Feeling a little defeated, Jane looks at him and replies, “Oh, it was low key and I stayed in to spend time with myself but I was hoping I would have heard from you.”
In Mark’s gut, he immediately feels like Jane’s response has a deeper meaning, but can’t quite put it together in his mind. He quickly remembers that he hadn’t texted Jane since setting up plans a few days ago but he also has a feeling that it isn’t the real issue at hand. In this moment, Mark has a lot of choices but let’s focus on two that our listeners commonly experience.
He can continue to make Jane feel as if he is avoiding the true intent of her original question and follow up comment. Mark can continue to live unconscious to his partner’s needs and go about sharing how busy his week was because his fear of diving deeper holds him back. How do you think this choice would make Jane feel so early on in a promising relationship? Yep, pretty rejected and disheartened, don’t you think?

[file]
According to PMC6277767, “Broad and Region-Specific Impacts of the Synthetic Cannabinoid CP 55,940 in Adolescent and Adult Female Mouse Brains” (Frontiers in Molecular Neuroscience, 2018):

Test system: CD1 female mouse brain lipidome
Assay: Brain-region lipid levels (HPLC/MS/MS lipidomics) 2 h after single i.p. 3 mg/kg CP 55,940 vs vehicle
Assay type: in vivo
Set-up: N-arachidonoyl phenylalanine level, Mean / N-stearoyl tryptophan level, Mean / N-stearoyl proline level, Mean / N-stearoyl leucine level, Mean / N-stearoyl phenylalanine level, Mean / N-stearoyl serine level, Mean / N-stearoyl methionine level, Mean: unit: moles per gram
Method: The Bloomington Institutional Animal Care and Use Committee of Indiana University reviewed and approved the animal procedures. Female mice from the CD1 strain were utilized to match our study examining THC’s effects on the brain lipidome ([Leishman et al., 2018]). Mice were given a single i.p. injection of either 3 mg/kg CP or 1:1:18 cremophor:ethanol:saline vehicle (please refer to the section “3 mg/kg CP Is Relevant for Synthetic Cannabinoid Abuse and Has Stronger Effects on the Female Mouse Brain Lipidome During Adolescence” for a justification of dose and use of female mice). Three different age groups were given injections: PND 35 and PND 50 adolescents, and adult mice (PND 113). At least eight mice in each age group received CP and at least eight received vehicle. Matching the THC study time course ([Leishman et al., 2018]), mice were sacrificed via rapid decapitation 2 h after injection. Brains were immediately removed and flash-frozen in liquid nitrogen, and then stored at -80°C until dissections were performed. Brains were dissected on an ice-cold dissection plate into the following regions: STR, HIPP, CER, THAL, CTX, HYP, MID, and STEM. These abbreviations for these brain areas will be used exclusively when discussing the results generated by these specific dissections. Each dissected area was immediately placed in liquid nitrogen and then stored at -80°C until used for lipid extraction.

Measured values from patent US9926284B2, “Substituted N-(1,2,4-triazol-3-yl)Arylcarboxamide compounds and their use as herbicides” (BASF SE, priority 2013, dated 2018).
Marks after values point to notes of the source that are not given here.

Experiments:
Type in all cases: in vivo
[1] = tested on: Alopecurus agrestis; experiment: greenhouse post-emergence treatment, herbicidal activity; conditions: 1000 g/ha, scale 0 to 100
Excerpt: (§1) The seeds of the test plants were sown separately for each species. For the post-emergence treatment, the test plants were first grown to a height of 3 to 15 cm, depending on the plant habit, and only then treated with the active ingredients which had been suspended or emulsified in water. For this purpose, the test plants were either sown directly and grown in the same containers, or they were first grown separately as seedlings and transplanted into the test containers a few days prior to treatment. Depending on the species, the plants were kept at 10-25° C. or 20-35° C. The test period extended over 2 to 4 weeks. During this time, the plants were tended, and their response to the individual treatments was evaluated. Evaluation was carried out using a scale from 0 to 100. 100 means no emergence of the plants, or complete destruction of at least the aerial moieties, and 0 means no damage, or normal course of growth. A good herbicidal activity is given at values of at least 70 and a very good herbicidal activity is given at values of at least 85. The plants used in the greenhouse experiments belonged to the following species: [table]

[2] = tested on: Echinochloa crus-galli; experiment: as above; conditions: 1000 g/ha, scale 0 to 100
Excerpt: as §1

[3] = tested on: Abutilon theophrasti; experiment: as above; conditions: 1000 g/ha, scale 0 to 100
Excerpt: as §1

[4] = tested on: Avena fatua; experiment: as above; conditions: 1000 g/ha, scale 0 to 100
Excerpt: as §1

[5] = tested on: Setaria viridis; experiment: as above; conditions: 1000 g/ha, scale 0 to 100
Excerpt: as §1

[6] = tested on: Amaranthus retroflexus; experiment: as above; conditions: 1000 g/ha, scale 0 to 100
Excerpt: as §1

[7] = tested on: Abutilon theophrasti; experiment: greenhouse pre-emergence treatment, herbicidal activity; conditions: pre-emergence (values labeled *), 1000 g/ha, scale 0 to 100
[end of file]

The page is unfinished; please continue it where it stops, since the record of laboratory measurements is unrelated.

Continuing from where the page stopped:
Mark may catch an earful about it in the future, get a stronger sense of her frustration, or miss out on another date entirely because Jane was already asking herself if Mark was the right fit…
On the other hand…
Curiosity builds the bridge to connection. Brick by brick, you can bridge the gap between distance and connection through curious questions that can truly take the conversation to a deeper level.
If Mark is choosing to stay present and tuning into his intuition, he would realize that there is always another layer behind what Jane is bringing it up tonight. How do you think Mark could best make Jane feel heard in this moment?
You’re correct, there are lots of ways. But the quickest way to bridge the gap that is widening between them is to be curious about what Jane is feeling. Again, curiosity builds the bridge to connection.
Mark would best make Jane feel heard if he quietly takes three to five deep breaths and asks a follow up question to take the conversation to a deeper level. That question could sound like this, “Let me see if I am hearing you correctly. What you’re saying is that you felt ignored last night?”